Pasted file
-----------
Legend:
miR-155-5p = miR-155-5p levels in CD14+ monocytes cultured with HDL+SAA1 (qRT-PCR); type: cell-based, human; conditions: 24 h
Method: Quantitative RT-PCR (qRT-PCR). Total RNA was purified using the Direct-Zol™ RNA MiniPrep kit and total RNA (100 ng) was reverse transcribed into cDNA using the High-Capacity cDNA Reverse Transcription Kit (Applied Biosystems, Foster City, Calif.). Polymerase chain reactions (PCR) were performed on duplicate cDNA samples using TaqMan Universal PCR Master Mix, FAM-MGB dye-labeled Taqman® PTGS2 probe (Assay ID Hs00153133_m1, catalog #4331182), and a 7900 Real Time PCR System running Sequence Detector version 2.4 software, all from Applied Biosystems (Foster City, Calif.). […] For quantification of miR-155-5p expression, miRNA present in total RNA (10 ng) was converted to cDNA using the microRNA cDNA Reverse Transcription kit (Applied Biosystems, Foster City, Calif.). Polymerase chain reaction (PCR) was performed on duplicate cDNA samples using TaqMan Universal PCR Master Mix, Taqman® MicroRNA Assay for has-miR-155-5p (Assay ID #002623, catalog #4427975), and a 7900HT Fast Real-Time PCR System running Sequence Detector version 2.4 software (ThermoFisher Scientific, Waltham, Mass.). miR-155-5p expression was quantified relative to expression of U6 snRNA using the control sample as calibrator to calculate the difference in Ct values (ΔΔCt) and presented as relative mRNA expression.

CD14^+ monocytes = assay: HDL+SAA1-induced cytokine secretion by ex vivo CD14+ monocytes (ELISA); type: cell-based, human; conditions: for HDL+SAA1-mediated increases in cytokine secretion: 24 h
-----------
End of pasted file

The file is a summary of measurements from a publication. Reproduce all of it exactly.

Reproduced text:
Legend:
miR-155-5p = miR-155-5p levels in CD14+ monocytes cultured with HDL+SAA1 (qRT-PCR); type: cell-based, human; conditions: 24 h
Method: Quantitative RT-PCR (qRT-PCR). Total RNA was purified using the Direct-Zol™ RNA MiniPrep kit and total RNA (100 ng) was reverse transcribed into cDNA using the High-Capacity cDNA Reverse Transcription Kit (Applied Biosystems, Foster City, Calif.). Polymerase chain reactions (PCR) were performed on duplicate cDNA samples using TaqMan Universal PCR Master Mix, FAM-MGB dye-labeled Taqman® PTGS2 probe (Assay ID Hs00153133_m1, catalog #4331182), and a 7900 Real Time PCR System running Sequence Detector version 2.4 software, all from Applied Biosystems (Foster City, Calif.). […] For quantification of miR-155-5p expression, miRNA present in total RNA (10 ng) was converted to cDNA using the microRNA cDNA Reverse Transcription kit (Applied Biosystems, Foster City, Calif.). Polymerase chain reaction (PCR) was performed on duplicate cDNA samples using TaqMan Universal PCR Master Mix, Taqman® MicroRNA Assay for has-miR-155-5p (Assay ID #002623, catalog #4427975), and a 7900HT Fast Real-Time PCR System running Sequence Detector version 2.4 software (ThermoFisher Scientific, Waltham, Mass.). miR-155-5p expression was quantified relative to expression of U6 snRNA using the control sample as calibrator to calculate the difference in Ct values (ΔΔCt) and presented as relative mRNA expression.

CD14^+ monocytes = assay: HDL+SAA1-induced cytokine secretion by ex vivo CD14+ monocytes (ELISA); type: cell-based, human; conditions: for HDL+SAA1-mediated increases in cytokine secretion: 24 h